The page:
Service Provider Cloud

Under Microsoft, LinkedIn's Big Cloud Plans Face Uncertain Future

Microsoft's $26.2 billion LinkedIn acquisition hangs a big question mark over LinkedIn's ambitious plans to migrate its infrastructure to a private cloud. (See Microsoft Nabs LinkedIn for $26.2B.)

While both LinkedIn Corp. and Microsoft Corp. (Nasdaq: MSFT) are cloud providers with a strong commitment to open data center design and networking, they each have their own infrastructures. It's still unclear what Microsoft is going to do with LinkedIn's data center and network foundation, and whether the work LinkedIn engineers have done on their redesign will last. (See Microsoft & LinkedIn: Marriage Made in the Cloud.)

Neither Microsoft nor LinkedIn are saying. "LinkedIn will retain its distinct brand, culture and independence," noted a LinkedIn spokesperson. "After the acquisition closes and as we learn more about our two companies, we will explore opportunities for our teams to work together." Microsoft said something similar. We hear the situation is still up in the air -- LinkedIn isn't making any changes changes to its strategy and plans just yet, and the company hopes to be able to say more in three to four weeks.

LinkedIn laid out its infrastructure in a blog post in March. The LinkedIn Platform as Service architecture, launched two years ago, is designed to automate functions for developers and operations staff, including selecting hosts for new services and expanding and contracting services in reaction to traffic and other demands. (See LinkedIn Launches Private Cloud for Growth.)

Network topology decisions, on which services and jobs run where in the data centers, were previously done manually by network operators making judgment calls. Under LinkedIn Platform as a Service, that process is automated, using a process LinkedIn calls "Rain," resulting in a 50% resource savings.

Like other hypercloud providers, LinkedIn is building its infrastructure, rather than buying. (See Facebook Reinvents Data Center Networking and Google: 'Great' Data Center Networks Essential.)

Complementing LinkedIn Platform as a Service, Project Altair brings online a new data center and data center architecture.

LinkedIn is rebuilding its data centers and networks to turn its platform into a foundation for growth. The company plans to provide a variety of content and apps, including video and other content requiring significant bandwidth, for 5x to 10x network growth. The new Project Altair depends on 100,000 to 200,000 servers -- not Facebook- or Google-scale, but still pretty big. Additionally, LinkedIn has four smaller data center in the US and one in Singapore, with the Project Altair data center going up in Hillsboro, Ore.

Want to know more about the cloud? Visit Light Reading Enterprise Cloud.

Light Reading CEO Steve Saunders talked with Saikrishna Kotha, who leads LinkedIn's infrastructure architecture strategy, for a video interview in December. Kotha said each profile page view taps hundreds of servers. He also discussed LinkedIn's commitment to open source -- both consuming and contributing -- including the Apache Kafka message broker. (See Meet the Architect Behind LinkedIn.)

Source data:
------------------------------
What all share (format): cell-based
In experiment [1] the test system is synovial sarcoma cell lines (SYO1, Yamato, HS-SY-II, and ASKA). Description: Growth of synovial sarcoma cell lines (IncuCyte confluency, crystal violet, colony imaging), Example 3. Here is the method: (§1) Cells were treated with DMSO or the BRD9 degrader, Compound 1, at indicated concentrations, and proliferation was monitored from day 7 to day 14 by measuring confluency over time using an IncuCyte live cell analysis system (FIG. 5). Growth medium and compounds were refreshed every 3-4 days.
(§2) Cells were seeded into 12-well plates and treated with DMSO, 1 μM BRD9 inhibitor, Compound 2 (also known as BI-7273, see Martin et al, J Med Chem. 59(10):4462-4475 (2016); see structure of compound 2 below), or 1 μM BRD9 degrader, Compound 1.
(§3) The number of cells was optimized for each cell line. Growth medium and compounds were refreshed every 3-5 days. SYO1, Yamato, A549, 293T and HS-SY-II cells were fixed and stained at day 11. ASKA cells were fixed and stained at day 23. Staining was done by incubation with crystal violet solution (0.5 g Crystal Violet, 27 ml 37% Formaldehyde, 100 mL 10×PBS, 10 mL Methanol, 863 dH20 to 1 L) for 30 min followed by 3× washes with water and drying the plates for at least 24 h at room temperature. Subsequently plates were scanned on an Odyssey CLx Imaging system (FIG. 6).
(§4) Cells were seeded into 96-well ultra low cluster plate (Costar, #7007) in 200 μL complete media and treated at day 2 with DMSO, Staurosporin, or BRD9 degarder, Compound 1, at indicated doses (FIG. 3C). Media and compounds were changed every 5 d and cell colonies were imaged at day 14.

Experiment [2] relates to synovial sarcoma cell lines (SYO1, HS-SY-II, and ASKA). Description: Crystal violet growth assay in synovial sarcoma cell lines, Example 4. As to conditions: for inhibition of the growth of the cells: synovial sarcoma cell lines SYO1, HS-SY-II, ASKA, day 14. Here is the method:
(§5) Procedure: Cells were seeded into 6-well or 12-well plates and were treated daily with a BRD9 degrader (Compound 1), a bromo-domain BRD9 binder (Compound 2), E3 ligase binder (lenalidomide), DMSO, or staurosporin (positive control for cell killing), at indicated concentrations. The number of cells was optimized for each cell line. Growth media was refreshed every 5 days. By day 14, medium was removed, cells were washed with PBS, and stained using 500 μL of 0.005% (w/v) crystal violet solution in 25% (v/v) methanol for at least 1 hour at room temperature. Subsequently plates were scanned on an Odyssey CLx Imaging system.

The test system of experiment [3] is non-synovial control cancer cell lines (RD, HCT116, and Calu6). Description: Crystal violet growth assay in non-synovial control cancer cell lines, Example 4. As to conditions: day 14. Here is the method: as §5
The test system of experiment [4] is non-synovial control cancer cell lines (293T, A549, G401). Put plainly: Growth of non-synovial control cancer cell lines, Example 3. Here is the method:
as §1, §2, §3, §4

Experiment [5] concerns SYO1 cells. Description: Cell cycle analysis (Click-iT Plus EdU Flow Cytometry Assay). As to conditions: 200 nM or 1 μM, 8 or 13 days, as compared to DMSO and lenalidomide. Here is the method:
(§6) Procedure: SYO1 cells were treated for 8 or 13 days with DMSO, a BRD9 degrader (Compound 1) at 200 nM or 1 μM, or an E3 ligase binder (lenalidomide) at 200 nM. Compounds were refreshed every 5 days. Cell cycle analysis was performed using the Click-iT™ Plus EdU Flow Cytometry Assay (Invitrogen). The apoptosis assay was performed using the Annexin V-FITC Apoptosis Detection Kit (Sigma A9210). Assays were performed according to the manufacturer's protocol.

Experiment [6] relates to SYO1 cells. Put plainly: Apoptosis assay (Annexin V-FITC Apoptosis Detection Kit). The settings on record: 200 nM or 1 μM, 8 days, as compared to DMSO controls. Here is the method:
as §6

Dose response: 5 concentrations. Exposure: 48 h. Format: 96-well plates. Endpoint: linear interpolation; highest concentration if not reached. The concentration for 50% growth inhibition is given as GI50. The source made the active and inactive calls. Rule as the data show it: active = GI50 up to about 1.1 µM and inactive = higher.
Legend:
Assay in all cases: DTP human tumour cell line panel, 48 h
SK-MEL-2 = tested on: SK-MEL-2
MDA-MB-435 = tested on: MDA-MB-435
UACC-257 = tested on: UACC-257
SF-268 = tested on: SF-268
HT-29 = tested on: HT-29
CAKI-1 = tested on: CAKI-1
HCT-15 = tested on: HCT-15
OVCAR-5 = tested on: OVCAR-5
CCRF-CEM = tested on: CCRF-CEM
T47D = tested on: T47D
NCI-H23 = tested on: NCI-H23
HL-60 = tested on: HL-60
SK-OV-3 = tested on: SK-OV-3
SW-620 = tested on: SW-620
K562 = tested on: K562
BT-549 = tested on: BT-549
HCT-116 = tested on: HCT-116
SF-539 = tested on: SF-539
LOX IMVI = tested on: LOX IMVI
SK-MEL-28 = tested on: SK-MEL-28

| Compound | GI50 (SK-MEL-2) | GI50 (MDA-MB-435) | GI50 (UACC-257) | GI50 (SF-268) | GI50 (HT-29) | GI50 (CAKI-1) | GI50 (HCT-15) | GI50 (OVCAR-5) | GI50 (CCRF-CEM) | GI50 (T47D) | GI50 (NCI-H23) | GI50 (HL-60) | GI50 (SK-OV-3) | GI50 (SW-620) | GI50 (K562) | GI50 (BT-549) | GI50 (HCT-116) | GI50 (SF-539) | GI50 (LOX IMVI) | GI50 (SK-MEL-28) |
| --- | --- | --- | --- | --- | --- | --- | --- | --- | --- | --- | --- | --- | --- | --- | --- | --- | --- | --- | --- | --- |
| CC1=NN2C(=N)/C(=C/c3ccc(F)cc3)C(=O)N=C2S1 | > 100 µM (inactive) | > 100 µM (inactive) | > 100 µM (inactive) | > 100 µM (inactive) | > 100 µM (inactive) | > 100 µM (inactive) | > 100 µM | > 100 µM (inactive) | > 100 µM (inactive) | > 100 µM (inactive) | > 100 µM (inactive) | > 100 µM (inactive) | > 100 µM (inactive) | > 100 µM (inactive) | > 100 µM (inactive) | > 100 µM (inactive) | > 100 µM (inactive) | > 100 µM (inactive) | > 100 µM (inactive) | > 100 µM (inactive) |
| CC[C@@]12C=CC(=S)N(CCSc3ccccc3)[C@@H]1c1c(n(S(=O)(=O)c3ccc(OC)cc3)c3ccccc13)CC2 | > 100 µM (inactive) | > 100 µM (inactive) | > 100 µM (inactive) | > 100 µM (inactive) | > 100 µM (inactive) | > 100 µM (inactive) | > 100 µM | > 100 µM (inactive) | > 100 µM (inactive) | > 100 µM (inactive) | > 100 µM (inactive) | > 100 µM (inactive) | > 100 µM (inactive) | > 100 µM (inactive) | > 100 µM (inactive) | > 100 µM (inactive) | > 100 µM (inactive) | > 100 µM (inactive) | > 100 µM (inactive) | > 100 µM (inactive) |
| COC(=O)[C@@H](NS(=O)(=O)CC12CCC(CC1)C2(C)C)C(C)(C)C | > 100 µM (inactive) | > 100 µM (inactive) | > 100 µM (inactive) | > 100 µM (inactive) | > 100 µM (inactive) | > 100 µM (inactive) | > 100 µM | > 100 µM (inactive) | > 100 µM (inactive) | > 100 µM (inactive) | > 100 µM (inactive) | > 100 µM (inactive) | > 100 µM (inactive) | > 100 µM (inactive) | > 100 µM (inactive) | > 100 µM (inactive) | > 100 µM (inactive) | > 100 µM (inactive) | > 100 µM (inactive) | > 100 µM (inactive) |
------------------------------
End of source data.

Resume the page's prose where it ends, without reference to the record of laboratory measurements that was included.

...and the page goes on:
LinkedIn also participates in the Open Compute Project , an initiative led by Facebook and other companies to develop open source data center and networking hardware designs.

I talked with Yuval Bachar, principal engineer, LinkedIn architecture and strategy, about the company's involvement with the OCP, for a March video interview. Bachar said he sees OCP as a means of getting high-end hardware server, storage, and networking without having to maintain a hardware engineering team, and focus instead on software. OCP lets LinkedIn collaborate with peers in a larger community, as an alternative to working one-on-one with vendors. (See LinkedIn on OCP & Data Center Innovation.)

Next page: The open source virtuous cycle

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kq4ym 6/29/2016 | 4:23:22 PM
Re: Likely transition to MS It will be interesting to see just what MS does with Linkedin. Maybe there is some technology they're interesting in or the huge base of folks they can sell stuff to. But intriquing might be if they're on the lookout for companies that could help it to reduce the focus on it's main business, for some gamble on a future profit center in a different area.
Mitch Wagner 6/20/2016 | 8:08:12 PM
Re: Likely transition to MS Microsoft could host LinkedIn's infrastructure without even breaking a sweat. 
Mitch Wagner 6/20/2016 | 7:59:48 PM
Why acquire? Why did Microsoft feel the need to acquire LinkedIn? Couldn't it have gotten what it wanted from a partnership, with APIs to access LinkedIn's data?
dwx 6/17/2016 | 1:06:32 PM
Likely transition to MS I can't see LinkedIn long-term retaining their datacenters and physical infrastructure.  While LinkedIn has a large number of servers and network infrastructure, it's nothing in comparison to what MS has built.  I think MS could easily host what LinkedIn does on their own infrastructure.  
danielcawrey 6/16/2016 | 4:33:41 PM
Security I would assume that this acquistion would allow Microsoft to become more social, something the company has desired for some time. From the LinkedIn side, I think it would ba good to see them beef up security, something I'm sure Microsoft can help with. 
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